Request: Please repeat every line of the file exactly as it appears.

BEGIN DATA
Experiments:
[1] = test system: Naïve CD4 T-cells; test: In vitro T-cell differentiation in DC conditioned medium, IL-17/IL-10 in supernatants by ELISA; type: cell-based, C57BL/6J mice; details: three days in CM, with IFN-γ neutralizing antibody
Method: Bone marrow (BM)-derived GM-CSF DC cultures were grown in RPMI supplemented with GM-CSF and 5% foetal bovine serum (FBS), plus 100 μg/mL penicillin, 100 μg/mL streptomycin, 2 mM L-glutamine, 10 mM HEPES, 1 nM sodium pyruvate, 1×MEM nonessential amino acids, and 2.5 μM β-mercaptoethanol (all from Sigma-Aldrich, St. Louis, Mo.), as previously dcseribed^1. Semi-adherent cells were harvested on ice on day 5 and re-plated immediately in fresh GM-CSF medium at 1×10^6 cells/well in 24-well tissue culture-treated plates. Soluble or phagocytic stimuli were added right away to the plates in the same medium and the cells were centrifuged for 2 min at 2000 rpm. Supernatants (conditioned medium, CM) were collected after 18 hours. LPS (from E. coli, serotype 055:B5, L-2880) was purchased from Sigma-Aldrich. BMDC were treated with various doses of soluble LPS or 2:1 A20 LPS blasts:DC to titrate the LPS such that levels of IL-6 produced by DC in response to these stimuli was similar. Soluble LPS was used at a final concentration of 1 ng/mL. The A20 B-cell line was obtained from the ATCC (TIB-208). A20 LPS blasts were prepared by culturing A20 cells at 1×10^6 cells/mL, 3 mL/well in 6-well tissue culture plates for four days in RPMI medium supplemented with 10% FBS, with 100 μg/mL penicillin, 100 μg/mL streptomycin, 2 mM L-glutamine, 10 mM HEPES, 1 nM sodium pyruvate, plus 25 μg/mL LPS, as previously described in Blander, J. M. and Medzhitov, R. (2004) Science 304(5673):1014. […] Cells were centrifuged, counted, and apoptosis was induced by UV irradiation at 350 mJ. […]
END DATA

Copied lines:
Experiments:
[1] = test system: Naïve CD4 T-cells; test: In vitro T-cell differentiation in DC conditioned medium, IL-17/IL-10 in supernatants by ELISA; type: cell-based, C57BL/6J mice; details: three days in CM, with IFN-γ neutralizing antibody
Method: Bone marrow (BM)-derived GM-CSF DC cultures were grown in RPMI supplemented with GM-CSF and 5% foetal bovine serum (FBS), plus 100 μg/mL penicillin, 100 μg/mL streptomycin, 2 mM L-glutamine, 10 mM HEPES, 1 nM sodium pyruvate, 1×MEM nonessential amino acids, and 2.5 μM β-mercaptoethanol (all from Sigma-Aldrich, St. Louis, Mo.), as previously dcseribed^1. Semi-adherent cells were harvested on ice on day 5 and re-plated immediately in fresh GM-CSF medium at 1×10^6 cells/well in 24-well tissue culture-treated plates. Soluble or phagocytic stimuli were added right away to the plates in the same medium and the cells were centrifuged for 2 min at 2000 rpm. Supernatants (conditioned medium, CM) were collected after 18 hours. LPS (from E. coli, serotype 055:B5, L-2880) was purchased from Sigma-Aldrich. BMDC were treated with various doses of soluble LPS or 2:1 A20 LPS blasts:DC to titrate the LPS such that levels of IL-6 produced by DC in response to these stimuli was similar. Soluble LPS was used at a final concentration of 1 ng/mL. The A20 B-cell line was obtained from the ATCC (TIB-208). A20 LPS blasts were prepared by culturing A20 cells at 1×10^6 cells/mL, 3 mL/well in 6-well tissue culture plates for four days in RPMI medium supplemented with 10% FBS, with 100 μg/mL penicillin, 100 μg/mL streptomycin, 2 mM L-glutamine, 10 mM HEPES, 1 nM sodium pyruvate, plus 25 μg/mL LPS, as previously described in Blander, J. M. and Medzhitov, R. (2004) Science 304(5673):1014. […] Cells were centrifuged, counted, and apoptosis was induced by UV irradiation at 350 mJ. […]